Tag Archives: read aloud

Rooftoppers – Katherine Rundell

RooftoppersRooftoppers – Katherine Rundell.

On Monday one of my students came rushing up to me because she had finished the book she was reading and needed another one just as perfect. Scariest moment in the book recommendation game! This thirteen year old reader loves speculative fiction, and is very picky, in a good way. She’s a clever girl. ‘How about a differently perfect book?’ I ask with some trepidation.

Sometimes introducing new kinds of books to readers is like introducing new vegetables to babies and toddlers. You might be lucky, and they’ll view it suspiciously, but let you put the spoon in their mouth, taste it, widen their eyes, and open their mouths for more. Or they might spit it out, perfectly aiming for any new or white clothing, and never let that vegetable within high chair reach again. I’m a believer in persistence though. Let a little time pass and try again. And again. And again.

And so it is with this young reader. For the last year I have been working very hard to get her to try something new. Something with a texture that is a little different, with a flavour that is novel (I know, but an irresistible pun – right?), and most of all something that is nutritious. Because she is a clever girl, and she needs to digest a wider range of food groups in her reading.

I pull ‘Rooftoppers’ out of my back pack. I have the advantage here. All of the children want to read Mrs OW’s newest books. And this one is beautiful. It has a smoky cover with gorgeous silver embossed writing, a mysterious moonlit skyline of rooftops, and the silhouette of a character sitting on the rooftops, playing a cello. Everyone wants to hold it. Even a few of the boys are standing a row or two back, trying not to look too interested. I read the blurb, (something like) ‘On the morning of its first birthday, a baby is found floating in a cello case in the middle of the English Channel.’ What’s a rooftopper? Why a cello case? What’s a cello? (sadly), are questions that are flying around the room.

After making a quick mental note that I must do something about their musical education, I pull the silver arrow out of my quiver, and draw the bow. ‘Listen to this…’

And I read the first few pages. Audible gasps echo around the room like Mexican waves as I read lines like, ‘Think of night-time with a speaking voice. Or think how moonlight might talk, or think of ink, if ink had vocal chords. Give those things a narrow aristocratic face with hooked eyebrows, and long arms and legs, and that is what the baby saw as she was lifted out of her cello case and up into safety.’

And chuckles ripple to, ‘The baby was almost certainly one year old. They knew this because of the red rosette pinned to her front, which read ‘1!’ ‘Or rather,’ said Charles Maxim, ‘the child is either one year old, or she has come first in a competition. I believe babies are rarely keen participants in competitive sport. Shall we therefore assume it is the former.’ Charles names the baby Sophie and takes her home, because she is his responsibility now.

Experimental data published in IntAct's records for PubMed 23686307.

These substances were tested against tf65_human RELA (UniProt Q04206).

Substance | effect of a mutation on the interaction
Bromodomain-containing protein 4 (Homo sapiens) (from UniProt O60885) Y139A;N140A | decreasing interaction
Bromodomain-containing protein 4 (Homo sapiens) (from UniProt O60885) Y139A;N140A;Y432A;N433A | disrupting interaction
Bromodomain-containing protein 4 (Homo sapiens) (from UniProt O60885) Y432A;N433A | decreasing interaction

Charles Maxim is a beautifully eccentric character, who is both entirely unconcerned about propriety and entirely determined to fight for what is proper. When the Child Services want to take Sophie into care, Charles reluctantly agrees to their visits:
‘Certainly, please do come,’ said Charles – and he added, as if he couldn’t stop himself, ‘if you feel you absolutely can’t stay away. I will endeavour to be grateful. But this child is my responsibility. Do you understand?’
‘But it’s a child! You are a man!’
‘Your powers of observation are formidable,’ said Charles. ‘You are a credit to your optician.’

These are lines worthy of Winston Churchill, Oscar Wilde or Stephen Fry!
Before I have even finished reading this, the title of the book is on the whiteboard, and names have been listed underneath, of those who want to read the book. Bulls eye! But I have one more arrow quivering. My student is starting to look a little anxious that she may not have this book first, after all. Others are clamouring for it. They all have good reasons for why they should have it first. But I know this book is meant for her. Her name is Sophie. When I hand it to her she literally strokes it and clasps it to her chest. Others mutter, ‘well, at least she’s a fast reader.’

Katherine Rundell’s ‘Rooftoppers’ has been referred to as luminous, and extraordinary, and poetic. It has an ending controversial enough to argue over. It is not so perfect that you can’t disagree over what you like about it – some of it feels a little overworked, and some of it feels a little bit precious. But that’s good. It gives the book its character.

In the end, though, the truth is in the reading. The very next day Sophie brought ‘Rooftoppers’ back in to school, having finished it already. She wasn’t keen to let it go, but reluctantly handed it over to the next reader on the list, who has also already finished it and passed it on to the next. I had to buy a kindle version, so that I could write this review. But I would recommend the hard copy, hardcover for preference. It is a book you need to hold, to feel the heft of it.

Proper reviews of the book can be read here:
The Guardian Review 
The Goodreads Page 
The Book Monster’s Review
Enjoy!

Advertisements

Leave a comment

Filed under Book Review, Children 8+, Five stars, Uncategorized